Why is NH3 tetrahedral?
NH3 is a chemical symbol for the compound ammonia. This chemical compound is basically formed from the basic elements of nitrogen and hydrogen, in the absence of water. As early as the 8th century, salts of ammonia have already use by Muslim alchemists and, during the 13th century, this substance was use by European alchemists to alter colors of vegetable dyes. In this modern era, it is a significant nutritional substance that acts as a forerunner for providing essential nutrients to certain food and fertilizers. It was also studied that ammonia is used to synthesize certain pharmaceutical drugs. However, because of this compound’s corrosive property, its increased ability to destroy other materials that come in contact with such substance is deemed to be highly dangerous and can cause detrimental effects. Most ammonia compounds are components of many cleaning materials.
Other names of ammonia are hydrogen nitride, trihydrogen nitride and Nitro-Sil. It is named as trihydrogen nitride because this represents the molecular shape of the compound. In ammonia, there is one nitrogen atom and three hydrogen molecules. Each of these hydrogen molecules is attached to the nitrogen atom. However, there is one free electron since there are only 3 hydrogen molecules that form significant bonds. Thus, the compound of ammonia is in a trigonal pyramidal shape or in a tetrahedral sphere because as atoms form bonds at 107.8 degrees, 4 pairs of electrons formed by the 5 valence electrons of nitrogen and the 3 electrons of hydrogen are distributed equally around the molecule. Thus, it gives the compound a tetrahedral shape, otherwise known as trigonal pyramidal shape.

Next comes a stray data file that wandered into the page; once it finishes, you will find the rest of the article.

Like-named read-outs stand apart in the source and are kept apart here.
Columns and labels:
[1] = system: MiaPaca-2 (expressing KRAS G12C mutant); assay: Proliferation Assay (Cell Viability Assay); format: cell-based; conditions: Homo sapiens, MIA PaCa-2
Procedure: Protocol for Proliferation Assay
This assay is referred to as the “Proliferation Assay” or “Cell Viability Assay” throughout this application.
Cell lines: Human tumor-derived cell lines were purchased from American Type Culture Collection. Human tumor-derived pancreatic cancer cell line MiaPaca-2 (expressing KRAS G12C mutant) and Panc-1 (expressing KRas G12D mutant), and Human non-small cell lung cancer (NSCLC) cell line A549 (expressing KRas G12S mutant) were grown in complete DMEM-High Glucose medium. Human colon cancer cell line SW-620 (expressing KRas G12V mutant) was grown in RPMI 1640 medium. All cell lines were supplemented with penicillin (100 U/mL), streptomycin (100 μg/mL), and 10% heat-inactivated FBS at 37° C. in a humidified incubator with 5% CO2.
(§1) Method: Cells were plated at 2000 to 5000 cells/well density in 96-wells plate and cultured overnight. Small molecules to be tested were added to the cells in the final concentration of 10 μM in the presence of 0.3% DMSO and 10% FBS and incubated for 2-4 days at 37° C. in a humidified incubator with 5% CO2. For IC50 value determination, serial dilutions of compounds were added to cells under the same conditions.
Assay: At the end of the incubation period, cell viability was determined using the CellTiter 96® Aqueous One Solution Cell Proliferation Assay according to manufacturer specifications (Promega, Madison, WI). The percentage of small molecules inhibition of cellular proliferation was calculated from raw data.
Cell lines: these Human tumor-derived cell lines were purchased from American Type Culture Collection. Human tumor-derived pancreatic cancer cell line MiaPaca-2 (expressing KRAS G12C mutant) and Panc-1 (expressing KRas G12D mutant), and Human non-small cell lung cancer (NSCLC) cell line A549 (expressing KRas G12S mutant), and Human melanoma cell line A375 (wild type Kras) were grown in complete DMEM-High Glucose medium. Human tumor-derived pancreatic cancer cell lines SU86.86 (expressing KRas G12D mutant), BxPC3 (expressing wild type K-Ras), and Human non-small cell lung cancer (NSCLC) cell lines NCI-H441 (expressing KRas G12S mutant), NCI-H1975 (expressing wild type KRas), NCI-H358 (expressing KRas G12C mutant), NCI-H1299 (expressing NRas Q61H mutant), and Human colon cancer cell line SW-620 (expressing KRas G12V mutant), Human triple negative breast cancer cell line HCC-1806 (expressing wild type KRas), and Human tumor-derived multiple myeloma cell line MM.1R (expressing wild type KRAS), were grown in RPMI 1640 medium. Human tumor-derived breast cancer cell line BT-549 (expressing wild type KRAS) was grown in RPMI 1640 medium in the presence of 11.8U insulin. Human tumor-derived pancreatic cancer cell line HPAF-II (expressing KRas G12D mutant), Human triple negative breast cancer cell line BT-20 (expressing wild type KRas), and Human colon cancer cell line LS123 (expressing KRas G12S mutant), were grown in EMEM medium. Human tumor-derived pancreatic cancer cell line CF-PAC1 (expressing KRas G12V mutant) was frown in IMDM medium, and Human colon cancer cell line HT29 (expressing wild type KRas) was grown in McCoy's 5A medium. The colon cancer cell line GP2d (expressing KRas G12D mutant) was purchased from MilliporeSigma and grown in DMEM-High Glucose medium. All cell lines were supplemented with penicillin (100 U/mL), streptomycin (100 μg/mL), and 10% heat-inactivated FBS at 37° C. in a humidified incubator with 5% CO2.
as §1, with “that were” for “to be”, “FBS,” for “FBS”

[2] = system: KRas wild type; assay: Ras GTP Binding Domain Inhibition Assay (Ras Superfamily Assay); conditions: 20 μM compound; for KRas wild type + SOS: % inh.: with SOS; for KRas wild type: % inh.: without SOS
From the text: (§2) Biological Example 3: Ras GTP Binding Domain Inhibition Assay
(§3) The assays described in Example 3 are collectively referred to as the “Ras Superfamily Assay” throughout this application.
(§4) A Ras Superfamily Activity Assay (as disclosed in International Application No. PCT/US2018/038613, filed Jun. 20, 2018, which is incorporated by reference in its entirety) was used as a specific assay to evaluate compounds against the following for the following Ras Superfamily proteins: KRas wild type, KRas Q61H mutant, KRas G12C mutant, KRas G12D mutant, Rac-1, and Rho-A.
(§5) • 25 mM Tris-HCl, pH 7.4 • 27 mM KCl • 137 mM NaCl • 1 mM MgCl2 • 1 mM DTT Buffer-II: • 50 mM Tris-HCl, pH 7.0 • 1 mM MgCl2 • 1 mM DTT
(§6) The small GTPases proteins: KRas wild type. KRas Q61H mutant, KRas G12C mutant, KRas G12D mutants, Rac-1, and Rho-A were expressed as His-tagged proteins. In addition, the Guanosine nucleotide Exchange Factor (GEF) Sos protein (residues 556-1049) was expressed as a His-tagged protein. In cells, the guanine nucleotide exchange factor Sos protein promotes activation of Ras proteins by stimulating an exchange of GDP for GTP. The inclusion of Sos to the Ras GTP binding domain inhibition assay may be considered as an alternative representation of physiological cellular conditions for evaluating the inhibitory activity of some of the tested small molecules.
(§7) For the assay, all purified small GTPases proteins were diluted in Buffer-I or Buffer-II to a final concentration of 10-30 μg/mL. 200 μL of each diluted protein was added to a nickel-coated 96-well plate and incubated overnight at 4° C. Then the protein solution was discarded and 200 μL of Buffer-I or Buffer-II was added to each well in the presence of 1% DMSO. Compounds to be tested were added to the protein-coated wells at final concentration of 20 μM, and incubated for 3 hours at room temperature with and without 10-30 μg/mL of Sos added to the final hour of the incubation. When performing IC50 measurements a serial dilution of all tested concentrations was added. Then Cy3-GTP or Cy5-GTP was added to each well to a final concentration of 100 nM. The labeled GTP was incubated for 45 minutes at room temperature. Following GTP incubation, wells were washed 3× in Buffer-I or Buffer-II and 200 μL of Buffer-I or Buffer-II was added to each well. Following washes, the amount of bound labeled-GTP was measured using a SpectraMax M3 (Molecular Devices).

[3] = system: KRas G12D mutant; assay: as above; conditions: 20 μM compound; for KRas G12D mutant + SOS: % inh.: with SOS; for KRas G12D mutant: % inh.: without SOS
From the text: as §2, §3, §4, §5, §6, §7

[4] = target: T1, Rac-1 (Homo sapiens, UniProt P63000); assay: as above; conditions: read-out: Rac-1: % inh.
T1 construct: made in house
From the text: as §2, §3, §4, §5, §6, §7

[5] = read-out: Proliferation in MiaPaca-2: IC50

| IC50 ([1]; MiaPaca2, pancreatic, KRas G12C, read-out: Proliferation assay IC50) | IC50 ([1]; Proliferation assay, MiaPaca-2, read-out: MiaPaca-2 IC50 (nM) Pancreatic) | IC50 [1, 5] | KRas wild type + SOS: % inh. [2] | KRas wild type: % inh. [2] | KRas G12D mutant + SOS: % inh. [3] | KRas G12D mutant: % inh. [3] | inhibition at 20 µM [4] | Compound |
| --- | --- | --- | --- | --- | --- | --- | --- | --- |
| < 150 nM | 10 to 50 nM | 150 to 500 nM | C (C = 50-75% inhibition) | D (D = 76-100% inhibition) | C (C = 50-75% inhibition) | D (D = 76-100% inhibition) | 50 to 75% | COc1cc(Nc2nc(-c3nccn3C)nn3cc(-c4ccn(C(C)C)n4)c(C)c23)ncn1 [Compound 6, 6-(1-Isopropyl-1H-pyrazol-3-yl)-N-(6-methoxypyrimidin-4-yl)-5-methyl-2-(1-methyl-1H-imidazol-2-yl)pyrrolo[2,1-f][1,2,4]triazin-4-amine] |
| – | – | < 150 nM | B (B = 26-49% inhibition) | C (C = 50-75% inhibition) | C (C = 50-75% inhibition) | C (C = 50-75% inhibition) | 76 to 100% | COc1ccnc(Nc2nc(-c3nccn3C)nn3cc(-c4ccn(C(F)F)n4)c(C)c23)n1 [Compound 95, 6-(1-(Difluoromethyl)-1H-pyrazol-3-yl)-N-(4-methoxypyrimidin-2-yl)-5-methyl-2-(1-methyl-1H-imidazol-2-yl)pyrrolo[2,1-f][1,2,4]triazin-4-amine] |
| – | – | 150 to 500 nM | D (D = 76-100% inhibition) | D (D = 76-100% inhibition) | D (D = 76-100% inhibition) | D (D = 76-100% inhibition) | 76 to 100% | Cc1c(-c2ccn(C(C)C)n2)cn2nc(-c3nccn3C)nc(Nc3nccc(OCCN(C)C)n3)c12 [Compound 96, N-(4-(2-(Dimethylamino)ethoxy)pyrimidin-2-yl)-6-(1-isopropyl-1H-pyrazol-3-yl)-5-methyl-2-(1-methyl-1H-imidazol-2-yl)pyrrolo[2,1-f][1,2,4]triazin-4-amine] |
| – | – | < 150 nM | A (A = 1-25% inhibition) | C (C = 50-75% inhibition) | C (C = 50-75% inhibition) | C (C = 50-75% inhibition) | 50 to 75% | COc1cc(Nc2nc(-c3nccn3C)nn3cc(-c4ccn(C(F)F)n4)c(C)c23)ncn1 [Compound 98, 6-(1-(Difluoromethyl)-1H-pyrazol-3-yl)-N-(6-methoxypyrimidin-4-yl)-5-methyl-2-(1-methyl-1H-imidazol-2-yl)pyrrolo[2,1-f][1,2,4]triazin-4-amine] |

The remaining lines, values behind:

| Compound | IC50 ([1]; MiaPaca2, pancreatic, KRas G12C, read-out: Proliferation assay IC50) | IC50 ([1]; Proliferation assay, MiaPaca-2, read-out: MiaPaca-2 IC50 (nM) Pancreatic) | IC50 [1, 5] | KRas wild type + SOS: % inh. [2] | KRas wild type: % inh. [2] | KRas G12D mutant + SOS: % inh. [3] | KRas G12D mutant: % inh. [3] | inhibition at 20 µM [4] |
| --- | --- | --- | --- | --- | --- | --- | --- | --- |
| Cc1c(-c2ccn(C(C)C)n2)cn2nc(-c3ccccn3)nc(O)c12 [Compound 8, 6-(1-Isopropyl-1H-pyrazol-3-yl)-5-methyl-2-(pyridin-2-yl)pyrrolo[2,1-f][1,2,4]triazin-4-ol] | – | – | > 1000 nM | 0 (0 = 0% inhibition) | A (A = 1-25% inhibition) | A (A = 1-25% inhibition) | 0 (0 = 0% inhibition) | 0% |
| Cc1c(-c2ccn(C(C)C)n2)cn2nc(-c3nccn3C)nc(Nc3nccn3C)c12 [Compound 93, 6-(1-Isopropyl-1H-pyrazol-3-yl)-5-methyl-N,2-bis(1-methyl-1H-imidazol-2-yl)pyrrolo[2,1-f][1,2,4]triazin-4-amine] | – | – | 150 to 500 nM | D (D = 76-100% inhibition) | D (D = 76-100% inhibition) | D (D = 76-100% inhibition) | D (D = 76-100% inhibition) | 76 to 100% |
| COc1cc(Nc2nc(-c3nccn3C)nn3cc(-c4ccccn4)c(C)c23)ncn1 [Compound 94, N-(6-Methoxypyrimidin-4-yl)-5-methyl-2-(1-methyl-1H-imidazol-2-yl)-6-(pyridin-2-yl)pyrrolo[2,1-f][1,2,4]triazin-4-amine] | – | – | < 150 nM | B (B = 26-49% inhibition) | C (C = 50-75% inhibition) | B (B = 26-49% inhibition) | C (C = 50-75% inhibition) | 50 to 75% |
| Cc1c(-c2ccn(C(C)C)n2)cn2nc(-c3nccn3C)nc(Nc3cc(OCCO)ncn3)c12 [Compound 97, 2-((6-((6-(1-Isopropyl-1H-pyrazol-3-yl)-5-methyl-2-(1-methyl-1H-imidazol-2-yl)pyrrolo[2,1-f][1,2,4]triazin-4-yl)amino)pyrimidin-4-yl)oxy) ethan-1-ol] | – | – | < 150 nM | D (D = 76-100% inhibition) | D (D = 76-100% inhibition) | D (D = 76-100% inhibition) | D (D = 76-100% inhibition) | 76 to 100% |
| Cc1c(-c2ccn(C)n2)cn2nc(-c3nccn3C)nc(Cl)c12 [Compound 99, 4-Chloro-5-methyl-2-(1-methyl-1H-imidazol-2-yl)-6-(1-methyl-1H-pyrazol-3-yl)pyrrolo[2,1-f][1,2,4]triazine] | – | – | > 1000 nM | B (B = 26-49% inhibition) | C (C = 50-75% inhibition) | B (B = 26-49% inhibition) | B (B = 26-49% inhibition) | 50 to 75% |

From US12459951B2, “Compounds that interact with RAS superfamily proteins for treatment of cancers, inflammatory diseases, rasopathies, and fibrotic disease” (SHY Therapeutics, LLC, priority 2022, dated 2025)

Because of the properties that ammonia possesses, it is considered an alkaline substance since the lone pair of electrons allows it to be a proton acceptor and an electron donor.